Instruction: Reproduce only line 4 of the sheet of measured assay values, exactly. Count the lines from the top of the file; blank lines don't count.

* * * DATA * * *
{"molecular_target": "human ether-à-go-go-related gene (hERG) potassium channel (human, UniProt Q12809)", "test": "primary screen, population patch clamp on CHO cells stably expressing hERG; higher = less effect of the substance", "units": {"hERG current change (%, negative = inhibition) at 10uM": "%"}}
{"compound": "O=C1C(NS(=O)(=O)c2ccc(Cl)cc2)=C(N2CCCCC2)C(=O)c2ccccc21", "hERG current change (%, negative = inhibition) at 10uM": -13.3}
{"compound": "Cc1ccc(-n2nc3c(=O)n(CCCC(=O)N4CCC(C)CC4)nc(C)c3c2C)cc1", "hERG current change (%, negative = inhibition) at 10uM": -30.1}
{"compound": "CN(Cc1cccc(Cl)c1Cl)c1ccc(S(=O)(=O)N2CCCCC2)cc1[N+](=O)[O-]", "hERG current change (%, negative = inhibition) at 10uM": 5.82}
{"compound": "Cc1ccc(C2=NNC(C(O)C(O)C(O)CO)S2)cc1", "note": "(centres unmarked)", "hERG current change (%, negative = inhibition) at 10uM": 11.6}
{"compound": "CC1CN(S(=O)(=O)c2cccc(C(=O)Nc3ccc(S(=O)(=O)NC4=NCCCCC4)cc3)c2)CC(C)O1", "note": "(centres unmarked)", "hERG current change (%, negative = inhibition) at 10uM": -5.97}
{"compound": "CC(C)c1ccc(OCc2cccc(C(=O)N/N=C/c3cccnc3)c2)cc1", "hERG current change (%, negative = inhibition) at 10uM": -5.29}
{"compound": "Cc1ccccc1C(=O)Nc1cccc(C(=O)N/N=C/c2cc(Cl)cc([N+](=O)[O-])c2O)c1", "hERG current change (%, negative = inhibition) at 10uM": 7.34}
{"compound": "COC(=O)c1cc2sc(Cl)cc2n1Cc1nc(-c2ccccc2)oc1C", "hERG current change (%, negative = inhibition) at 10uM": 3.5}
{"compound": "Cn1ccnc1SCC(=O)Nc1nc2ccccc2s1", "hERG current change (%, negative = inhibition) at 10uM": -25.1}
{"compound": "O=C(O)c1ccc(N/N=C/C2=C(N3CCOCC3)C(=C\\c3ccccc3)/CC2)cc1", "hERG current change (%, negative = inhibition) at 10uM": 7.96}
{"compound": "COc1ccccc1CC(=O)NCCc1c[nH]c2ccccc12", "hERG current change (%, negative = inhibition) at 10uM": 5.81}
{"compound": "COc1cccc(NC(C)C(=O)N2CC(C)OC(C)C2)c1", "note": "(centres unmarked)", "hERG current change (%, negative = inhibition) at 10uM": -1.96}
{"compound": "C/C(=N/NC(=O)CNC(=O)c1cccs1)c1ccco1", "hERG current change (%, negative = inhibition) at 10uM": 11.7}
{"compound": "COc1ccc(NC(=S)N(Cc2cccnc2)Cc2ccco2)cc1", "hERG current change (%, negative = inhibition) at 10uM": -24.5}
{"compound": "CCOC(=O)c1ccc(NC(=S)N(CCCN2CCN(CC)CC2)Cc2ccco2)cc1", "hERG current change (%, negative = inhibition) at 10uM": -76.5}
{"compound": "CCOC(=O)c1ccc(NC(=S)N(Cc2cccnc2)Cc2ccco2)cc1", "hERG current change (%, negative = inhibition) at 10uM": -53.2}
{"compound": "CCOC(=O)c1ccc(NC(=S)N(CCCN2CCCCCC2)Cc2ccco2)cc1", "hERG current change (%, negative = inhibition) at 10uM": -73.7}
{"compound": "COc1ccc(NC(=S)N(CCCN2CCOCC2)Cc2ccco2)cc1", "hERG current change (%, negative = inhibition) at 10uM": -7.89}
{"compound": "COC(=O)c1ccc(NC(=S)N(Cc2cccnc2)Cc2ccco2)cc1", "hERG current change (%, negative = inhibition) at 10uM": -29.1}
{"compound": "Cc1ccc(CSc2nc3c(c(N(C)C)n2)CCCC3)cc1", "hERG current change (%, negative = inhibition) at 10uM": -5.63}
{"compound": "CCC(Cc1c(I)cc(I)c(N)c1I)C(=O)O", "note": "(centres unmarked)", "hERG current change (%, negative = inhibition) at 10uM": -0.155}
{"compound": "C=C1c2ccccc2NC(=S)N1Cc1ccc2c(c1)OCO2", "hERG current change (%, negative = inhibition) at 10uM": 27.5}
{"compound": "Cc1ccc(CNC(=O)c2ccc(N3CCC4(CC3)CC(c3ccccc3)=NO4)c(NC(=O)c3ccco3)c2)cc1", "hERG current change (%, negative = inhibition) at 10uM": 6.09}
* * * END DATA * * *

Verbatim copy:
{"compound": "CN(Cc1cccc(Cl)c1Cl)c1ccc(S(=O)(=O)N2CCCCC2)cc1[N+](=O)[O-]", "hERG current change (%, negative = inhibition) at 10uM": 5.82}